- 1 hr 53 min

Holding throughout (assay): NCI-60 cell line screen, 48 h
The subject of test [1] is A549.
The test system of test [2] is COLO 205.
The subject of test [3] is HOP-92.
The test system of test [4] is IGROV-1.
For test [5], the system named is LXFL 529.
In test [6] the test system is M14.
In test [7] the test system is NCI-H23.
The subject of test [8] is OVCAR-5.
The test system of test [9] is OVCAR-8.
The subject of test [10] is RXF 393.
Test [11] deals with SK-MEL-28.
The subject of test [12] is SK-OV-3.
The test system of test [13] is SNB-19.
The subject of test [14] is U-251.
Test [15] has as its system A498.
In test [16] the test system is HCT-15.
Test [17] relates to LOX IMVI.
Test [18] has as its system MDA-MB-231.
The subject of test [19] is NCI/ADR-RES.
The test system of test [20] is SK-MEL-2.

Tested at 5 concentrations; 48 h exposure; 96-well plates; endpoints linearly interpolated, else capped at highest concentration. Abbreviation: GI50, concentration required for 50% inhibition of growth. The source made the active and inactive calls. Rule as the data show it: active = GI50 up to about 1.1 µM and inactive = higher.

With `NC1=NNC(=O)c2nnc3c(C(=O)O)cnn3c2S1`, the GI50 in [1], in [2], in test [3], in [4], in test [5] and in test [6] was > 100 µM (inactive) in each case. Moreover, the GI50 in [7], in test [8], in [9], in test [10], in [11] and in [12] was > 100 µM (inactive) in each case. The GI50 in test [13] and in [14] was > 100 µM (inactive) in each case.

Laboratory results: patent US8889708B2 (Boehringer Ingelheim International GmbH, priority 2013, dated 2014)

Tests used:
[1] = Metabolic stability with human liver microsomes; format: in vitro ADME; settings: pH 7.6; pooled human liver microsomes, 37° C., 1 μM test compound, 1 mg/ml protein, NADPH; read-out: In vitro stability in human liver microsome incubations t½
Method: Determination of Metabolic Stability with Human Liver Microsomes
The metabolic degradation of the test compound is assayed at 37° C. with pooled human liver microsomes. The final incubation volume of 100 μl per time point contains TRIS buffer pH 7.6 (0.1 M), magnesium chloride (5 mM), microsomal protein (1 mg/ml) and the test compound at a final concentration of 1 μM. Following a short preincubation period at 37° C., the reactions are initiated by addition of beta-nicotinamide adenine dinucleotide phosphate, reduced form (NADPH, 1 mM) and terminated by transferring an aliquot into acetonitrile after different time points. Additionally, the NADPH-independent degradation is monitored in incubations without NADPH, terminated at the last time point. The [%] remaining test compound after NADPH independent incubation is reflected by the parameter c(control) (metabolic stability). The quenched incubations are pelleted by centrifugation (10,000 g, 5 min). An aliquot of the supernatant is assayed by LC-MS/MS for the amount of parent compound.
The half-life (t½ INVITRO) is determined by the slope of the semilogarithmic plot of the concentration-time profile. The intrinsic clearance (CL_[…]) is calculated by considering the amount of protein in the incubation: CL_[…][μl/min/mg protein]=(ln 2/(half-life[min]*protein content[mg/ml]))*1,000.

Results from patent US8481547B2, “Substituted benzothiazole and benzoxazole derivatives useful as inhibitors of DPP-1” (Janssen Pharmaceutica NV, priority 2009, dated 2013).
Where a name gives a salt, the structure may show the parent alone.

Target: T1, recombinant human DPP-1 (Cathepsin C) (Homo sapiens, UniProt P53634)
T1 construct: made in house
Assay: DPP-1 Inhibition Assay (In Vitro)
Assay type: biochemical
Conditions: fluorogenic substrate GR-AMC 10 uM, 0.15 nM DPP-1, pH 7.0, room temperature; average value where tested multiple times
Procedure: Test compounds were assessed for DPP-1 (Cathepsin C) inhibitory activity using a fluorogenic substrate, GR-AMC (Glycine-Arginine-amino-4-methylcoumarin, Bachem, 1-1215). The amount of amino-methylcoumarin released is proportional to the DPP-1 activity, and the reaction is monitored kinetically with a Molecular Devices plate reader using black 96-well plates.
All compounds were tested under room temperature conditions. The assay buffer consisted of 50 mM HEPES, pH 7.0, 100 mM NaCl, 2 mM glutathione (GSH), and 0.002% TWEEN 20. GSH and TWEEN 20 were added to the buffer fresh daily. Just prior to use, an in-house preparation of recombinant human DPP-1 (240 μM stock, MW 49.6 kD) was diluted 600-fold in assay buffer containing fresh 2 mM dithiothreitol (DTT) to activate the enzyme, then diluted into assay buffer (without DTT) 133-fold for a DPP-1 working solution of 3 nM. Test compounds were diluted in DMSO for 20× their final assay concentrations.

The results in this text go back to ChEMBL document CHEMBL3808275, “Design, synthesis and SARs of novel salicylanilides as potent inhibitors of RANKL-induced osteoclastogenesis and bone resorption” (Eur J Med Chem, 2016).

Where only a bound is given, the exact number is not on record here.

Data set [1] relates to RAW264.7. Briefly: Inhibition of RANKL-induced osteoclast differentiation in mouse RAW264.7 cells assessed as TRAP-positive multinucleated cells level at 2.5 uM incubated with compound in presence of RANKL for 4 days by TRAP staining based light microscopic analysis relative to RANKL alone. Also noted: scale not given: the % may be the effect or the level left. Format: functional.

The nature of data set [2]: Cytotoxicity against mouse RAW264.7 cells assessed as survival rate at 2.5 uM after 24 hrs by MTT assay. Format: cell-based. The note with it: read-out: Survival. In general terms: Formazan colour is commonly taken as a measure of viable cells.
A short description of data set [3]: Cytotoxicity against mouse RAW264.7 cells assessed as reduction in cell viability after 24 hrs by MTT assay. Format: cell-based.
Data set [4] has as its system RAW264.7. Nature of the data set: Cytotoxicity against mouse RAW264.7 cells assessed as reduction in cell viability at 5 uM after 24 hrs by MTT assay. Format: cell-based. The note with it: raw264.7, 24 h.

Rose-Marie is a 1936 musical film directed by W.S. Van Dyke, starring Jeanette MacDonald and Nelson Eddy. The film is a remake of the 1928 silent film of the same name starring Joan Crawford. The film tells the story of Rose-Marie La Flemme (Jeanette MacDonald), a young French-Canadian soprano who dreams of becoming a great opera singer. Despite her talent, Rose-Marie is struggling to make a name for herself in Montreal, until she is discovered by the famous Canadian mountie Sergeant Bruce (Nelson Eddy). Bruce is sent to Montreal to investigate a robbery, but when he hears Rose-Marie singing in a local nightclub, he is immediately captivated by her voice. The two fall in love, but their romance is complicated by the fact that Bruce is engaged to la Mere MacTavish (Myrna Loy), the daughter of his commanding officer. As Bruce and Rose-Marie's relationship deepens, they must navigate a series of obstacles that threaten to tear them apart. La Mere MacTavish is determined to break up the couple, and Rose-Marie's criminal brother Jack (James Stewart) shows up in town, putting her reputation in jeopardy. Despite these challenges, Rose-Marie and Bruce remain dedicated to each other, and their love is put to the ultimate test when Jack is accused of murder. As Bruce sets out to clear Jack's name, he faces danger and intrigue in the Canadian wilderness, and Rose-Marie must wait anxiously for his safe return. The film is notable for its stunning musical numbers, including Jeanette MacDonald's beautiful rendition of the title song, as well as the iconic duet "Indian Love Call" performed by MacDonald and Eddy. The film features breathtaking outdoor cinematography and a fun, swashbuckling action sequence towards the end of the film. Overall, Rose-Marie is a delightful romantic musical that will appeal to fans of classic Hollywood cinema. The film's gorgeous songs, stunning scenery, and charming performances by MacDonald and Eddy make it a must-see for lovers of vintage musicals.